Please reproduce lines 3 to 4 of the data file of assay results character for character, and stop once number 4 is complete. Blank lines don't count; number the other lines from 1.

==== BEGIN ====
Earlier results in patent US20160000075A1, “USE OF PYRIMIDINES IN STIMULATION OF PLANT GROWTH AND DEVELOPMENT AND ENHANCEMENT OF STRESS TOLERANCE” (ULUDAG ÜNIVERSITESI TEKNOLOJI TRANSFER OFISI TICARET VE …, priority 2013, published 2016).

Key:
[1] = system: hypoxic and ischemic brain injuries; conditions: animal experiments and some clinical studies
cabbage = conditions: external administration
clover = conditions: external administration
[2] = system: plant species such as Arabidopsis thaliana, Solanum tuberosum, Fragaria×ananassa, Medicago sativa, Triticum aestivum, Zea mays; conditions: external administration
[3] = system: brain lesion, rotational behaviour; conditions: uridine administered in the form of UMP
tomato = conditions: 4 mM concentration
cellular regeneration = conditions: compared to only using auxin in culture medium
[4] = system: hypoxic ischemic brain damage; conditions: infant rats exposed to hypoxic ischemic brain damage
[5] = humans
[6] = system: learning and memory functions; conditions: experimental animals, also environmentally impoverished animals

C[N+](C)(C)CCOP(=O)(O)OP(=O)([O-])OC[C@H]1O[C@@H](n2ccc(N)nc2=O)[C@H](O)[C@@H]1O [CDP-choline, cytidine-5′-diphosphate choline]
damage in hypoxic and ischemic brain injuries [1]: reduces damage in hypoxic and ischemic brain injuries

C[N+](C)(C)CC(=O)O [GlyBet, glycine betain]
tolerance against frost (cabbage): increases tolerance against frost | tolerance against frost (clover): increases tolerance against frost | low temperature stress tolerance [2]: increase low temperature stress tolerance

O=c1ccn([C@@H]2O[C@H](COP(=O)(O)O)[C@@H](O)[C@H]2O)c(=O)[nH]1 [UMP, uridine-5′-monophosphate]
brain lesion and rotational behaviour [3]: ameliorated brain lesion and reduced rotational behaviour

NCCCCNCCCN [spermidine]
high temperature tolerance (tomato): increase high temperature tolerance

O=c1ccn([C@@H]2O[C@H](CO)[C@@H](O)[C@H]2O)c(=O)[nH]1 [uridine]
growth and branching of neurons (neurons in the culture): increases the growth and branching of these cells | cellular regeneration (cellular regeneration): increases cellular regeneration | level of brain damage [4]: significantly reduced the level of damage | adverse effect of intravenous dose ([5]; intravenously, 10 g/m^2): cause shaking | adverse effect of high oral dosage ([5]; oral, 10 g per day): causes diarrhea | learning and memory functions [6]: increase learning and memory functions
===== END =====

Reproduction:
[1] = system: hypoxic and ischemic brain injuries; conditions: animal experiments and some clinical studies
cabbage = conditions: external administration